Slow Earnings Growth Can Squeeze Retirement Income

Low inflation and slow earnings growth mean slow dividend growth.

That’s bad news if you depend on your investment income to fund your retirement.

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Now that we’ve hit mid-June, it’s a good time to take a look as see where income investors stand so far in 2019.

So far, the results are a mixed bag.

If you depend on investment income for your retirement income, the good news is inflation is muted.

After approaching 3% last year, it’s now averaging less than 2%.

retirement income

That’s good news because it means you aren’t spending more money on the same things you must buy every day. Rising costs aren’t eating into your spending power.

The bad news is that those muted inflation expectations means bond yields are falling.

retirement income

As I write, the yield on the 10-year U.S. Treasury bond has fallen to 2.08%. That means that if you’re willing to lock your money up for 10 years, you’ll make about $20 on a $1,000 investment.

That’s probably OK if all you’re worried about is not losing money. If you need the retirement income to live, that’s not much help.

The U.S. economy is also expected to grow by about 2% this year and for the foreseeable future.

That’s not exactly bad news, either.

Steady growth, even if it is slower than years past, helps stocks go up. That means you can probably expect the overall value of your portfolio to continue rising.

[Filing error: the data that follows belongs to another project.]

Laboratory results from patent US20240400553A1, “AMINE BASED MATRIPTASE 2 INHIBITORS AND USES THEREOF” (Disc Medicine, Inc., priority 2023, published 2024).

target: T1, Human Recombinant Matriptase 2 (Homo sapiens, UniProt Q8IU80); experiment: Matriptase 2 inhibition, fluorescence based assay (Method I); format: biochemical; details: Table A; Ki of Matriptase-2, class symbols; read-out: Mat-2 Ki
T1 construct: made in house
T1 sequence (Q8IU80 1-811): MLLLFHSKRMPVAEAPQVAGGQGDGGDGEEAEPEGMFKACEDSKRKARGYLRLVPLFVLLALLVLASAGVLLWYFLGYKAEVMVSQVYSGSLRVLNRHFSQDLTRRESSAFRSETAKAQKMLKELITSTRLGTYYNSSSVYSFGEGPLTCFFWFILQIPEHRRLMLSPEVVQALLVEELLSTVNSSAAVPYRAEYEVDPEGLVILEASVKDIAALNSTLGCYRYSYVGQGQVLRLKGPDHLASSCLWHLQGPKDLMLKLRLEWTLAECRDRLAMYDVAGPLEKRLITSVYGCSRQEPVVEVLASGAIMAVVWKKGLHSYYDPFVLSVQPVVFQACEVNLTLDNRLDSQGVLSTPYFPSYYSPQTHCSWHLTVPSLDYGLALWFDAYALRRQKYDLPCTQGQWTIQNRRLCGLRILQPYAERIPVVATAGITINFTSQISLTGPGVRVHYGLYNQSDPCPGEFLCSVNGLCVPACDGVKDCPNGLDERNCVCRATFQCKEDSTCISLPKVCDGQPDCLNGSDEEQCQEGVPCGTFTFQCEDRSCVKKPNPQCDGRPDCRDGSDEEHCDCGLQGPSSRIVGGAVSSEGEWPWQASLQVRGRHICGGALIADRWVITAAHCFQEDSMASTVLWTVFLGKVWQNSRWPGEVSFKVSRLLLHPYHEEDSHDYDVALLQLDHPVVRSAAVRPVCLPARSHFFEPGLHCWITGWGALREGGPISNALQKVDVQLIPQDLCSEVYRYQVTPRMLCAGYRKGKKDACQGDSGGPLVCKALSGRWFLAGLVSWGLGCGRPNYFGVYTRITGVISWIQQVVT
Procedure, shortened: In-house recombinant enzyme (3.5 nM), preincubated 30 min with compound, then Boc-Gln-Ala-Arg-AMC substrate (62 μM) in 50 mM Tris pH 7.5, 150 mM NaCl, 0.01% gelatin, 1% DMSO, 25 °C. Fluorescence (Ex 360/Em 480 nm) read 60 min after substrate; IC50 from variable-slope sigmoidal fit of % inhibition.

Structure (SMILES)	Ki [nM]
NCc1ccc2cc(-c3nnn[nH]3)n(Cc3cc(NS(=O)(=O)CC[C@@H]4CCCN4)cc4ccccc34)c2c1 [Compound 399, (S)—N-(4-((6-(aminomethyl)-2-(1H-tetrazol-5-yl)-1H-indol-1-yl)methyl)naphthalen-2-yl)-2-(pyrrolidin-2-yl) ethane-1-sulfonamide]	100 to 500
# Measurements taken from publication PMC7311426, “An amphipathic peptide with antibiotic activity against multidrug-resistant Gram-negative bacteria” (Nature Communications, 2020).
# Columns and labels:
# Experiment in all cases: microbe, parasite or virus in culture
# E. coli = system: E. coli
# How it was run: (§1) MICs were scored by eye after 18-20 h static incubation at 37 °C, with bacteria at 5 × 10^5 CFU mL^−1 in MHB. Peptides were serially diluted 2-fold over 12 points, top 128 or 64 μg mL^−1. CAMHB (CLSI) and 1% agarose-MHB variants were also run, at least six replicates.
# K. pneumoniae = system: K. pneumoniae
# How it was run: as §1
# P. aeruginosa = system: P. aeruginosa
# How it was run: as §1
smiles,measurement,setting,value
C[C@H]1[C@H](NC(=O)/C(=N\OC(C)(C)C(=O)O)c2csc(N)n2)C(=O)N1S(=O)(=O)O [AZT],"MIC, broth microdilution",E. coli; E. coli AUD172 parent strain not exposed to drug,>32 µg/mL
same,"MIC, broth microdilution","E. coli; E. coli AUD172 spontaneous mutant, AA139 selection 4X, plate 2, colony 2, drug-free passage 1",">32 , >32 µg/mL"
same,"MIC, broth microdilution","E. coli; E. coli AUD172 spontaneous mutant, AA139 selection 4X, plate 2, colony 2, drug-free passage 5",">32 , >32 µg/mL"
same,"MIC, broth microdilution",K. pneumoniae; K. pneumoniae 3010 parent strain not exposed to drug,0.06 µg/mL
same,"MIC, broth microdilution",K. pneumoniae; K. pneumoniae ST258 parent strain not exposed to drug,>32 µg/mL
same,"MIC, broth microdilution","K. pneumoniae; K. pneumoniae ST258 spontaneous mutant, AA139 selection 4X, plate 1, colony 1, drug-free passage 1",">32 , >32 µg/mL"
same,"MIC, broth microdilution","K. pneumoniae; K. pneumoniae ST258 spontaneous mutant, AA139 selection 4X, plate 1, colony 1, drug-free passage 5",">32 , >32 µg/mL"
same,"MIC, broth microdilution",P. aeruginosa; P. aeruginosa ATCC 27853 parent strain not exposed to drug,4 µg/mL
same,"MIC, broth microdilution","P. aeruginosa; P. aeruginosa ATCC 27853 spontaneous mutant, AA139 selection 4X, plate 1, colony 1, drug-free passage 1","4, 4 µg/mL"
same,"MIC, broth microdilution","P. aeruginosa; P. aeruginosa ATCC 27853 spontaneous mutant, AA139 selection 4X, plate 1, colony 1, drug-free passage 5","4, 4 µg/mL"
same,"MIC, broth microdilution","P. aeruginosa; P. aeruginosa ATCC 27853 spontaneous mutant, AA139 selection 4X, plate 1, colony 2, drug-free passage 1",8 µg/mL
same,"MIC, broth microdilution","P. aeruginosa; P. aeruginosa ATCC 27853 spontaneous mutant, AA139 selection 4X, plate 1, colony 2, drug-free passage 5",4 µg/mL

But even though the economy is growing, corporate earnings aren’t.

In fact, most analysts expect earnings to be flat-to-slightly-down this year and next. Morgan Stanley analyst Mike Wilson predicts S&P 500 earnings per share will come in at $162 this year and next, after previously forecasting a 5% gain.

Again, that’s a mixed bag for income investors.

One the one hand, that means your current dividends are probably safe. On the other, that means they aren’t likely to grow much.

The best companies pay dividends from free cash flow. While free cash flow can grow thanks to cost-cutting, it usually grows commensurate with earnings.

Otherwise, companies are borrowing money in some form or another to pay growing dividends, which isn’t sustainable.

So, while rising portfolio values are great, if you’re dependent on the income your portfolio throws off, that’s not a good place to be.

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Published by Wyatt Investment Research at